Housing in the New Equilibrium
Climate targets are driving housing budgets and costs through the roof: new building standards and the need to renovate existing properties are driving up costs. No doubt in the coming years we can expect higher insurance premiums for homes that may be subject to climate disasters such as floods or wildfires. In addition, insurance will not cover all the costs we face. As a result of more expensive housing, the old equilibrium where most people had easy access to buying or renting a home is being shattered, and we must look for a New Equilibrium to meet these challenges. This could be in the form of a combination of new building methods (e.g. modular), smaller homes in new housing formulas (e.g. cooperative models), sharing of infrastructure, and so on.
Fast Fashion and consumption in the New Equilibrium
We live in a world where "fast fashion" and other forms of fast consumption, are the norm. Cheap products made in Southeast Asia are released into the marketplace and consumed with high frequency. Real costs, which also consider climate impact and other sustainability requirements, are often not factored into the Old Equilibrium. Under the pressure from climate objectives, this will soon change: we can expect sustainability taxes to be levied at Europe's external borders, on all imports from these regions. This will naturally push prices up. In addition, the "just-in-time" global supply chain is also under pressure, which encourages the local production of goods. In the New Equilibrium, we will have to consider more expensive (local) products, which will make us less likely to replace them. This will increase the demand for more durable products that last longer, resulting in the demise of fast fashion and fast consumption as we know it today.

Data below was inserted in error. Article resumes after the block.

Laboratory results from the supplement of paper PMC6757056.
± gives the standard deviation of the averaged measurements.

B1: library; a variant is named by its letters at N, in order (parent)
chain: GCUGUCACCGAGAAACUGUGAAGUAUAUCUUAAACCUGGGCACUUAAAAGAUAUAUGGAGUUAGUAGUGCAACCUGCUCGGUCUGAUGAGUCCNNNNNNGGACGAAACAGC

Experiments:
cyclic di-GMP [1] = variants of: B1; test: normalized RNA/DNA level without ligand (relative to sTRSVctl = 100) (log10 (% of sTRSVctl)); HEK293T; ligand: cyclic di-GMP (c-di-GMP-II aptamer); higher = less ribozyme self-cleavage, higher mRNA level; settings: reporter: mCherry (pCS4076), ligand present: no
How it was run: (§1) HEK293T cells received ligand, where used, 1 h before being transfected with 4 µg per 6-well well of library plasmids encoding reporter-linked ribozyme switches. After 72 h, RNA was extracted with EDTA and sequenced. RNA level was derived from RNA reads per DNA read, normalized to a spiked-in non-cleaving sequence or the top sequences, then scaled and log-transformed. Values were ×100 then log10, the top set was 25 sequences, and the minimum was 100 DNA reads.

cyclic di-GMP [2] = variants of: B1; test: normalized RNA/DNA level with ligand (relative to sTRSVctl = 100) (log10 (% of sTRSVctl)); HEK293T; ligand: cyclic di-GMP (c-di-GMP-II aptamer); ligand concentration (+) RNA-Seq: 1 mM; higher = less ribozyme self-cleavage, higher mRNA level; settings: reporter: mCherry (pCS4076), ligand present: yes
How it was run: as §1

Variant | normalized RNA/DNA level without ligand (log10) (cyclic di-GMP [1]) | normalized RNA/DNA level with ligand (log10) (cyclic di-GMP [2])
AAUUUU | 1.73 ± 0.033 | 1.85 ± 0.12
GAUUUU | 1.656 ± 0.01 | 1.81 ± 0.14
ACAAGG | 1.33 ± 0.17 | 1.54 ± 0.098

Impact Transformation as a way to prepare for the New Equilibrium
The three scenarios I have described above indicate how the world stands to change in the near future. You can easily imagine similar scenarios for food, energy, mobility, education, healthcare, product ownership, and all other economic and social domains.
This imminent disruption of the status quo creates enormous challenges for companies to deal with. One approach is Impact Transformation. In short, this boils down to:
seeing the broad technological and societal changes and understanding their impact on the status quo
creating a vision of tomorrow's world, according to the New Equilibrium
choosing one's own strategic position in that future: who do we want to be or can we be
defining objectives that are impactful, with financial, social, and environmental gains as a basis
defining a roadmap or playbook to initiate the changes and get started
Companies must realize that all the challenges described above also offer opportunities. A world in which we sell fewer, but more expensive products can also guarantee revenues and profits. A world with more local high-tech production creates economic opportunities and employment. Those who crack the code of the New Equilibrium will grow and prosper in that new world. Those who remain stagnant will disappear.
In the 5th and final part of this series, I will explore the meaning and importance of Impact Transformation.
Would you like to chat about the ideas? Contact us and we will make an appointment for a real or virtual coffee.
If you have a transformation challenge and you are looking for a vision for your company in the New Equilibrium, don't hesitate to contact us as well. We might be able to help you.